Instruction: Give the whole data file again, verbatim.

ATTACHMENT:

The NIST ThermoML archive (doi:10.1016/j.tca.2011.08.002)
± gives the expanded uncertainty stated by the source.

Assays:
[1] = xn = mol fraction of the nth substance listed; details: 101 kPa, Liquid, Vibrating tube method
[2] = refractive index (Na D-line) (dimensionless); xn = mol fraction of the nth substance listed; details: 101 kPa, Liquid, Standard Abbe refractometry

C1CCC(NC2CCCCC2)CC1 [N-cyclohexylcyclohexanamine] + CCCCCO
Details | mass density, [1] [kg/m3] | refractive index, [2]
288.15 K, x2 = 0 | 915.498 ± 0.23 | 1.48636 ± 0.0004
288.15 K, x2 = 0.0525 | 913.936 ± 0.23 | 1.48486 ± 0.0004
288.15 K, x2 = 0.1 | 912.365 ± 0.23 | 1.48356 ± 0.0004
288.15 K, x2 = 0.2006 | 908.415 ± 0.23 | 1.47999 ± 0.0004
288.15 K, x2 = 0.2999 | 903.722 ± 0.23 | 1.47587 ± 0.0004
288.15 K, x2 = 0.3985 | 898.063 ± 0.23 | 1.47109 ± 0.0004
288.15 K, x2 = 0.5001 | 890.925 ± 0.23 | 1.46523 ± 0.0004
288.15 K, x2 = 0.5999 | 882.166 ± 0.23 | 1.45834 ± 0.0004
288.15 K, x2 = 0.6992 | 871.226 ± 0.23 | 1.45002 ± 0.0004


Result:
The NIST ThermoML archive (doi:10.1016/j.tca.2011.08.002)
± gives the expanded uncertainty stated by the source.

Assays:
[1] = xn = mol fraction of the nth substance listed; details: 101 kPa, Liquid, Vibrating tube method
[2] = refractive index (Na D-line) (dimensionless); xn = mol fraction of the nth substance listed; details: 101 kPa, Liquid, Standard Abbe refractometry

C1CCC(NC2CCCCC2)CC1 [N-cyclohexylcyclohexanamine] + CCCCCO
Details | mass density, [1] [kg/m3] | refractive index, [2]
288.15 K, x2 = 0 | 915.498 ± 0.23 | 1.48636 ± 0.0004
288.15 K, x2 = 0.0525 | 913.936 ± 0.23 | 1.48486 ± 0.0004
288.15 K, x2 = 0.1 | 912.365 ± 0.23 | 1.48356 ± 0.0004
288.15 K, x2 = 0.2006 | 908.415 ± 0.23 | 1.47999 ± 0.0004
288.15 K, x2 = 0.2999 | 903.722 ± 0.23 | 1.47587 ± 0.0004
288.15 K, x2 = 0.3985 | 898.063 ± 0.23 | 1.47109 ± 0.0004
288.15 K, x2 = 0.5001 | 890.925 ± 0.23 | 1.46523 ± 0.0004
288.15 K, x2 = 0.5999 | 882.166 ± 0.23 | 1.45834 ± 0.0004
288.15 K, x2 = 0.6992 | 871.226 ± 0.23 | 1.45002 ± 0.0004